Leaked files reveal new info on Gitmo detainees

WikiLeaks' newest scoop, published by a number of newspapers Sunday night, has been condemned by the government

Topics: Guantanamo, WikiLeaks,

Leaked files reveal new info on Gitmo detaineesFILE - In this file photo made June 27, 2006, reviewed by a U.S. Department of Defense official, U.S. military guards walk within Camp Delta military-run prison, at the Guantanamo Bay U.S. Naval Base, Cuba. Secret documents about detainees at the Guantanamo Bay prison reveal new information about some of the men that the United States believes to be terrorists, according to reports about the files released Sunday, April 24, 2011, by several American and European newspapers. The U.S. government criticized the publication as "unfortunate." (AP Photo/Brennan Linsley, File) (Credit: AP)

Secret documents about detainees at the Guantanamo Bay prison reveal new information about some of the men that the United States believes to be terrorists, according to reports about the files released by several American and European newspapers. The U.S. government criticized the publication as “unfortunate.”

The military detainee assessments were made public Sunday night by U.S. and European newspapers after the WikiLeaks website obtained the files. The records contain details of the more than 700 detainee interrogations and evidence the U.S. had collected against these suspected terrorists, according to the media outlets.

It’s not clear if the media outlets published the documents with the consent of WikiLeaks.

The files — know as Detainee Assessment Briefs or DABs — describe the intelligence value of the detainees and whether they would be a threat to the U.S. if released. To date, 604 detainees have been transferred out of Guantanamo while 172 remain locked up.

The disclosures are likely to provide human right activists with additional ammunition that some cases against inmates appear to be based on flawed evidence. However, the DABs show certain inmates were more dangerous than previously known to the public and could complicate efforts by the U.S. to transfer detainees out of the controversial prison that President Barack Obama has failed to close.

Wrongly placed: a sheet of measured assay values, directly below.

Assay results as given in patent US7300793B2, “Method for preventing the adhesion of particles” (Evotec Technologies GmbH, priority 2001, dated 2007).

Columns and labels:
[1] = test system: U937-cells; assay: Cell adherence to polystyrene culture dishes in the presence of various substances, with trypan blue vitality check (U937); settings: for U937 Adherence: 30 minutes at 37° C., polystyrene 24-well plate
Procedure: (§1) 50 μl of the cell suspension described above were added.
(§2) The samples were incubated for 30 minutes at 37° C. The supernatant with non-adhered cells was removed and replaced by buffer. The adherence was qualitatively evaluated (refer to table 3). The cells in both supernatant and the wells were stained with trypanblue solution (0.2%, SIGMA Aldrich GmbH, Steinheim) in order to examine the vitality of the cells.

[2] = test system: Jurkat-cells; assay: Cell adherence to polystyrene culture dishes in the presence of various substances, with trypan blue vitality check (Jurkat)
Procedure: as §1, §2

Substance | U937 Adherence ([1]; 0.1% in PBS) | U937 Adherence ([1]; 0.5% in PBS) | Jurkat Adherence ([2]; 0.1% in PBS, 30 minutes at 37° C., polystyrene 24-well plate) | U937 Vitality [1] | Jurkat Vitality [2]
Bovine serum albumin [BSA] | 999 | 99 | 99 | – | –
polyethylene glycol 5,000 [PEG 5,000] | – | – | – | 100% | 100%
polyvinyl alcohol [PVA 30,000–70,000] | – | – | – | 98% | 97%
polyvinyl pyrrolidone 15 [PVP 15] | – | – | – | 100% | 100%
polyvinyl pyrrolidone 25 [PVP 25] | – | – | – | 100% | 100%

The dossiers provide new insights into some of the prison’s most notorious detainees such as Khalid Sheikh Mohammed. According to The New York Times, Mohammed, the alleged mastermind of the 9/11 attacks, commanded a Maryland resident to kill Pakistan’s former present Pervez Musharraf.

Another high-value detainee, Abd al-Rahim al-Nashiri, bragged that he outranked Mohammed who was then considered the terrorist group’s No.3. Al-Nashiri faces charges before a military commission for his suspected role in the 2000 bombing of the USS Cole. According to The Times, Al-Nashiri was also consumed with jihad and believed women were a distraction.

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He was so “dedicated to jihad that he reportedly received injections to promote impotence and recommended the injections to others so more time could be spent on the jihad,” according to al-Nashiri’s file.

U.S. officials said the documents “may or may not represent the current view of a given detainee” and criticized the decision by media organizations to publish the “sensitive information.”

“It is unfortunate that several news organizations have made the decision to publish numerous documents obtained illegally by WikiLeaks concerning the Guantanamo detention facility,” said Ambassador Daniel Fried, the Obama administration’s special envoy on detainee issues, and Pentagon press secretary Geoff Morrell.

The classified files contain rare pictures of many of the inmates. One shows Abu Zubaydah, who has been described as al-Qaida’s “travel agent,” sporting a beard and an eye patch. Zubaydah was captured in Pakistan in 2002 and taken to several CIA black sites overseas until he was transferred to Guantanamo in 2006 for the second and last time.

The files do not mention what happened to Zubaydah and others while they were in CIA custody. Zubaydah and Mohammed were both waterboarded dozens of times by CIA interrogators.

The Washington Post reported that the DABs offered new details about the movement of Osama bin Laden and top deputy Ayman al-Zawahiri after the 9/11 attacks and the internal disputes that erupted within the terrorist organization.

Many of the 704 assessments are riddled with ambiguous language. A Times analysis shows the word “possibly” is used 387 times.

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